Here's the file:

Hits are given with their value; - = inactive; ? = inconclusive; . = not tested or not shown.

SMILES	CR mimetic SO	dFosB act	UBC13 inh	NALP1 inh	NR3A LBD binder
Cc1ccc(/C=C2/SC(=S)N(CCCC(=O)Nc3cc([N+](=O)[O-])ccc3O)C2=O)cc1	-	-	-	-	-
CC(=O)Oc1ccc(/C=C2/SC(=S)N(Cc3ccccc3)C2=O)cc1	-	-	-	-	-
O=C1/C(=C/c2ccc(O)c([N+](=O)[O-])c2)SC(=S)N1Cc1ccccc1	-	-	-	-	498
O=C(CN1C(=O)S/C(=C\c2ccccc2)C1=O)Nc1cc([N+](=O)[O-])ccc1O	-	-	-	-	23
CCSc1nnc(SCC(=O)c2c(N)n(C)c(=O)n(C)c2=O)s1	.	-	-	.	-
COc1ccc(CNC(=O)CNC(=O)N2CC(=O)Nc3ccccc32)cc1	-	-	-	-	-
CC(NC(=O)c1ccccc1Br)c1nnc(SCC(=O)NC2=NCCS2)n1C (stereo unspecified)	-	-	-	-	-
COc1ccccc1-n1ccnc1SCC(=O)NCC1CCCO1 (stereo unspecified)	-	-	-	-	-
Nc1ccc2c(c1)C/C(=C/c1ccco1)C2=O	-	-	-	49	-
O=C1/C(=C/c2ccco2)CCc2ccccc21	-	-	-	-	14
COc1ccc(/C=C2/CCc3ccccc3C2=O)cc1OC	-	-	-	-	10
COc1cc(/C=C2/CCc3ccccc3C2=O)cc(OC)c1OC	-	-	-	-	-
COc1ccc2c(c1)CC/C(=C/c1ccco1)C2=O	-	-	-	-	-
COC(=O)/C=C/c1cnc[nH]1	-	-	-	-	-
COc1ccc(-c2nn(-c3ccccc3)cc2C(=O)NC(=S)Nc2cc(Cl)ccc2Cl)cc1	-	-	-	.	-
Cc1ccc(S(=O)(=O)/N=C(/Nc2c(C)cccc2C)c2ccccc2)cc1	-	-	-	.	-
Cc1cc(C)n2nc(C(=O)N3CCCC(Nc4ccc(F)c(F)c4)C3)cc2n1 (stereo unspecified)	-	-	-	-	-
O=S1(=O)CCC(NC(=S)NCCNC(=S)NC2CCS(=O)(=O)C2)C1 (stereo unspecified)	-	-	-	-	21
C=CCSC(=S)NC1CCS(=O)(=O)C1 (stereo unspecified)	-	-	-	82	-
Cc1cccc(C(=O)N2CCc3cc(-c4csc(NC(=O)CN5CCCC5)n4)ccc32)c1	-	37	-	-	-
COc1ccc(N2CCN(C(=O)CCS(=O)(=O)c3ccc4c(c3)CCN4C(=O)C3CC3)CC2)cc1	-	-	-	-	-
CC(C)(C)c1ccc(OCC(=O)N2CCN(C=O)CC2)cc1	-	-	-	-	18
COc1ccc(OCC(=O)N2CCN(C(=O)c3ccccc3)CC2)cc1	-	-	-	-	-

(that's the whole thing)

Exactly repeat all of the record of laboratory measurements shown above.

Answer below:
Hits are given with their value; - = inactive; ? = inconclusive; . = not tested or not shown.

SMILES	CR mimetic SO	dFosB act	UBC13 inh	NALP1 inh	NR3A LBD binder
Cc1ccc(/C=C2/SC(=S)N(CCCC(=O)Nc3cc([N+](=O)[O-])ccc3O)C2=O)cc1	-	-	-	-	-
CC(=O)Oc1ccc(/C=C2/SC(=S)N(Cc3ccccc3)C2=O)cc1	-	-	-	-	-
O=C1/C(=C/c2ccc(O)c([N+](=O)[O-])c2)SC(=S)N1Cc1ccccc1	-	-	-	-	498
O=C(CN1C(=O)S/C(=C\c2ccccc2)C1=O)Nc1cc([N+](=O)[O-])ccc1O	-	-	-	-	23
CCSc1nnc(SCC(=O)c2c(N)n(C)c(=O)n(C)c2=O)s1	.	-	-	.	-
COc1ccc(CNC(=O)CNC(=O)N2CC(=O)Nc3ccccc32)cc1	-	-	-	-	-
CC(NC(=O)c1ccccc1Br)c1nnc(SCC(=O)NC2=NCCS2)n1C (stereo unspecified)	-	-	-	-	-
COc1ccccc1-n1ccnc1SCC(=O)NCC1CCCO1 (stereo unspecified)	-	-	-	-	-
Nc1ccc2c(c1)C/C(=C/c1ccco1)C2=O	-	-	-	49	-
O=C1/C(=C/c2ccco2)CCc2ccccc21	-	-	-	-	14
COc1ccc(/C=C2/CCc3ccccc3C2=O)cc1OC	-	-	-	-	10
COc1cc(/C=C2/CCc3ccccc3C2=O)cc(OC)c1OC	-	-	-	-	-
COc1ccc2c(c1)CC/C(=C/c1ccco1)C2=O	-	-	-	-	-
COC(=O)/C=C/c1cnc[nH]1	-	-	-	-	-
COc1ccc(-c2nn(-c3ccccc3)cc2C(=O)NC(=S)Nc2cc(Cl)ccc2Cl)cc1	-	-	-	.	-
Cc1ccc(S(=O)(=O)/N=C(/Nc2c(C)cccc2C)c2ccccc2)cc1	-	-	-	.	-
Cc1cc(C)n2nc(C(=O)N3CCCC(Nc4ccc(F)c(F)c4)C3)cc2n1 (stereo unspecified)	-	-	-	-	-
O=S1(=O)CCC(NC(=S)NCCNC(=S)NC2CCS(=O)(=O)C2)C1 (stereo unspecified)	-	-	-	-	21
C=CCSC(=S)NC1CCS(=O)(=O)C1 (stereo unspecified)	-	-	-	82	-
Cc1cccc(C(=O)N2CCc3cc(-c4csc(NC(=O)CN5CCCC5)n4)ccc32)c1	-	37	-	-	-
COc1ccc(N2CCN(C(=O)CCS(=O)(=O)c3ccc4c(c3)CCN4C(=O)C3CC3)CC2)cc1	-	-	-	-	-
CC(C)(C)c1ccc(OCC(=O)N2CCN(C=O)CC2)cc1	-	-	-	-	18
COc1ccc(OCC(=O)N2CCN(C(=O)c3ccccc3)CC2)cc1	-	-	-	-	-